Added to all this, we successfully managed sell-out Gary Barlow and Cliff Richard concerts for THSH, and James spoke at UK Theatre’s Box Office 2017 Conference about best practice for online booking as well as attending the Family Arts Conference in Bristol, and AMA's Conference in Belfast and their Digital Marketing Day in London. Phew!

And finally, we welcomed fantastic new clients Bristol Old Vic, New Adventures, and Welsh National Opera into the Supercool family.

So, bring on 2018! In the meantime, warmest winter wishes – from everyone at Supercool.

How to go remote

Categories: Inspiration, Our work, Useful/interesting

Jungfrau mountain in Switzerland. Photo by Peter Alder
Jungfrau, Switzerland – by Peter Alder

Firstly I should clear-up a language thing – we aren't actually, strictly a ‘remote’ team. We all work from our respective homes in and around Birmingham, rather than on a beach in Goa, up a Swiss mountain, or from a Portland coffee shop.

‘Remote’ just seems more immediately understandable than calling it telecommuting which sounds super '80s but is technically correct, or saying we're a ‘distributed team’. Again that’s an accurate description but the phrase isn’t that widely understood – at the moment at least.

So, for the time-being, ‘remote’ is decent shorthand.


Supercool's former HQ – bye-bye!

Having explained the reasons why we were considering ditching the office, how did we make the decision once-and-for-all to do this thing, and then turn a business that’d been based in the same building for nigh-on 13 years into a more lightweight and flexible entity?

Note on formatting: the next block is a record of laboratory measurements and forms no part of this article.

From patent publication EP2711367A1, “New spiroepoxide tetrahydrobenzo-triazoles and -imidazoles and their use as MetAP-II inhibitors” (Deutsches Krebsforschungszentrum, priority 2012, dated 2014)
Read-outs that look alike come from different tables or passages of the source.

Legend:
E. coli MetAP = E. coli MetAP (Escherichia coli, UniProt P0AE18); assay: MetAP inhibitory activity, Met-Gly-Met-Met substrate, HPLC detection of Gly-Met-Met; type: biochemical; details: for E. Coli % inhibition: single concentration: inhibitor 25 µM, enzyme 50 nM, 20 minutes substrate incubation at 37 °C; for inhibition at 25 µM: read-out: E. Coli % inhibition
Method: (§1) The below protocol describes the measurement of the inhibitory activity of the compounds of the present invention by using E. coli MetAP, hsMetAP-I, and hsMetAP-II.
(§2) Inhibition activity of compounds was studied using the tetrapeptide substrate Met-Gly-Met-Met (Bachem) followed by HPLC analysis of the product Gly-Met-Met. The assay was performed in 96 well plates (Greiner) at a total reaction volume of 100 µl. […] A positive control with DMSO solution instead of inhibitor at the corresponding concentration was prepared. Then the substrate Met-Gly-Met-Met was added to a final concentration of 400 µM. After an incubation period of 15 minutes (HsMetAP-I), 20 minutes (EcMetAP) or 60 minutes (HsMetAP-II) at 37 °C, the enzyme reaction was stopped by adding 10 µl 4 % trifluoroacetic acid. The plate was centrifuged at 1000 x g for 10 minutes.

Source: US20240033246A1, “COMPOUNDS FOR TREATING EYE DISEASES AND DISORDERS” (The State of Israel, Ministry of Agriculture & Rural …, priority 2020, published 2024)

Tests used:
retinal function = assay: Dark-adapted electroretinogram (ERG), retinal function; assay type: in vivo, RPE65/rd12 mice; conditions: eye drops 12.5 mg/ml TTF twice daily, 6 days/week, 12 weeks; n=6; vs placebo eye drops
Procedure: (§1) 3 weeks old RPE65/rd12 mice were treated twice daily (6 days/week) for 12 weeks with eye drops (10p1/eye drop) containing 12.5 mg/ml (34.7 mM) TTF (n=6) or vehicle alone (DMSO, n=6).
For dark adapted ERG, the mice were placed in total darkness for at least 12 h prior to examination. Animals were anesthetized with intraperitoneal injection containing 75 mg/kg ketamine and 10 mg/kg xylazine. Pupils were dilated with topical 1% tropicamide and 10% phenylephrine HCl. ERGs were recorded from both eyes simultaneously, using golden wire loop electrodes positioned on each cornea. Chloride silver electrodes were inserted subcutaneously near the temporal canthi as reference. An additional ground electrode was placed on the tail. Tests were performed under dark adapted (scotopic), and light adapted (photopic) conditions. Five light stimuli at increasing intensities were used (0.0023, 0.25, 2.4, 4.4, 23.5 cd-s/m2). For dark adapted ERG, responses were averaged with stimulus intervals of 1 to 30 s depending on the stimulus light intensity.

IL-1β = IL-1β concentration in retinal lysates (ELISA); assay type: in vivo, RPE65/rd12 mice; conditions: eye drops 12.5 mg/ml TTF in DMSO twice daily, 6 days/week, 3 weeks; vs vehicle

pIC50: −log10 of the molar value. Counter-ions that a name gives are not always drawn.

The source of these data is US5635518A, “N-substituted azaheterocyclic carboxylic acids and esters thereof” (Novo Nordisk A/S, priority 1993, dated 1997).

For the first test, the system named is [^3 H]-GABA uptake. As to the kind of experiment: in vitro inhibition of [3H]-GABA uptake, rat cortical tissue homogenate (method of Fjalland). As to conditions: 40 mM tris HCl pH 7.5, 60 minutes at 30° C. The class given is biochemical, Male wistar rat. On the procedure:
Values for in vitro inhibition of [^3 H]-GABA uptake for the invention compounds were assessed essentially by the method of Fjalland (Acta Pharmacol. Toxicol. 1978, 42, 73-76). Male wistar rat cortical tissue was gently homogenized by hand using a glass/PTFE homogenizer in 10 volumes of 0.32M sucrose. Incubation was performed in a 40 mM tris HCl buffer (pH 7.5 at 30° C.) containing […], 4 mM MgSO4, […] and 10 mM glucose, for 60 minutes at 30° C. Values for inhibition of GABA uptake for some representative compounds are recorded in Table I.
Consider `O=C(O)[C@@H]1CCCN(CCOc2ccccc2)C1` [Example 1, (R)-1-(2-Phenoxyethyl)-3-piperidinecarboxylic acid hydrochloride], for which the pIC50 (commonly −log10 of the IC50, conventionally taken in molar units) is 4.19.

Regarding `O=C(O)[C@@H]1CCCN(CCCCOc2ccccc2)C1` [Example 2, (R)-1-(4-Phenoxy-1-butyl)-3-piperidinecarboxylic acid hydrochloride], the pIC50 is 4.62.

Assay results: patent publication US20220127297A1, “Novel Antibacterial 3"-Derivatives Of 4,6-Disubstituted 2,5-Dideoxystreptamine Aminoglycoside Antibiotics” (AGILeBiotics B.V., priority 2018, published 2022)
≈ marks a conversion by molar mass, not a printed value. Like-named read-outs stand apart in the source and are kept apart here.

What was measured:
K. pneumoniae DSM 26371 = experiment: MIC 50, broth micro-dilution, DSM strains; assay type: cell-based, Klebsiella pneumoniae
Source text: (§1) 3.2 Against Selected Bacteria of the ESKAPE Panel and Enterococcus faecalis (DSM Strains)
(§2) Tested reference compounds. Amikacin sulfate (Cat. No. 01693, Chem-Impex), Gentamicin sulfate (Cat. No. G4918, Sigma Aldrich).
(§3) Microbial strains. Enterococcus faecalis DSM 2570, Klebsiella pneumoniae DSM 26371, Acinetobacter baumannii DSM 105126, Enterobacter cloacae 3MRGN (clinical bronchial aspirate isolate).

Here's how we approached the change – minus the overly-obvious stuff like "we packed-up the office", "we made sure everyone had a chair" etc.

1: Make it a team decision

This was one of the main considerations for us. Work’s a big part of people’s lives, and every Supercooler has an input not only into their specific role, but the work we do as a company, and how we do it.

No longer having a central office would be a big change for everyone, so we discussed the possibility openly and at length – what we thought would work, what’d need to change, the things that worried us …

And right from the start we agreed that if we weren’t all happy with the change, we wouldn’t do it. Simple.

2. Research and plan

We researched as much as humanly possible; which primarily involved reading about the various types of central-office-less working that other companies had already tried-out; the benefits, the potential pitfalls, and the practicalities. (Links to some of these are listed below.)

An added complication in our case was that, alongside potentially ditching the office, we were hiring a new team member. Ruh-roh!

So, as well as trying to find a new person with the right skills, who was the right fit for the team in general, we were looking for someone who was okay – at least in principle – with working from home. We were open about our plans during the recruitment process and, happily, found Naveed who fitted the bill on every count. WIN!

Back to planning – all each of us really needs to do our job is a decent computer and a decent internet connection. But added to this are the nuts-and-bolts that make communicating with each other quick and easy. Most online tools that're useful for remote/distributed teams we’d been using for ages – Slack, Trello, Hangouts etc. – so were already ingrained in day-to-day processes, but other stuff was new and needed setting up.

The most useful thing we put in place fairly early-on was a VOIP phone system. Even if we didn’t end up ditching the office, it made sense to have VOIP rather than a traditional phone line – the same phone number, with a bunch of added functionality, for a lower cost? No brainer.

3: Beta test

We applied some of the same principles we use to run digital projects to going remote, specifically that meant getting the bare bones of what we needed set up quickly – a minimum viable product if you will – and giving it a go.

We ended up doing several week-or-so-long trial runs.